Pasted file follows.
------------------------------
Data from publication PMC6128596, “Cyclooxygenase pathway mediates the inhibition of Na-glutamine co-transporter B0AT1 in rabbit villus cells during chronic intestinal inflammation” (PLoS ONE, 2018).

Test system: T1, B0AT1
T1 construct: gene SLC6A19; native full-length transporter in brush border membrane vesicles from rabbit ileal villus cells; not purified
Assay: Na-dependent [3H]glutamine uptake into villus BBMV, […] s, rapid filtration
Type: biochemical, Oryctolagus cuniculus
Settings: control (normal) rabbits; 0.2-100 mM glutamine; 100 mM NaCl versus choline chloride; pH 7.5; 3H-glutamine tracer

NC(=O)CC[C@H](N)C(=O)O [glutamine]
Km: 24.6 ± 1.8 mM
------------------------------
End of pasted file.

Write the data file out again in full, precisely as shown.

Data from publication PMC6128596, “Cyclooxygenase pathway mediates the inhibition of Na-glutamine co-transporter B0AT1 in rabbit villus cells during chronic intestinal inflammation” (PLoS ONE, 2018).

Test system: T1, B0AT1
T1 construct: gene SLC6A19; native full-length transporter in brush border membrane vesicles from rabbit ileal villus cells; not purified
Assay: Na-dependent [3H]glutamine uptake into villus BBMV, […] s, rapid filtration
Type: biochemical, Oryctolagus cuniculus
Settings: control (normal) rabbits; 0.2-100 mM glutamine; 100 mM NaCl versus choline chloride; pH 7.5; 3H-glutamine tracer

NC(=O)CC[C@H](N)C(=O)O [glutamine]
Km: 24.6 ± 1.8 mM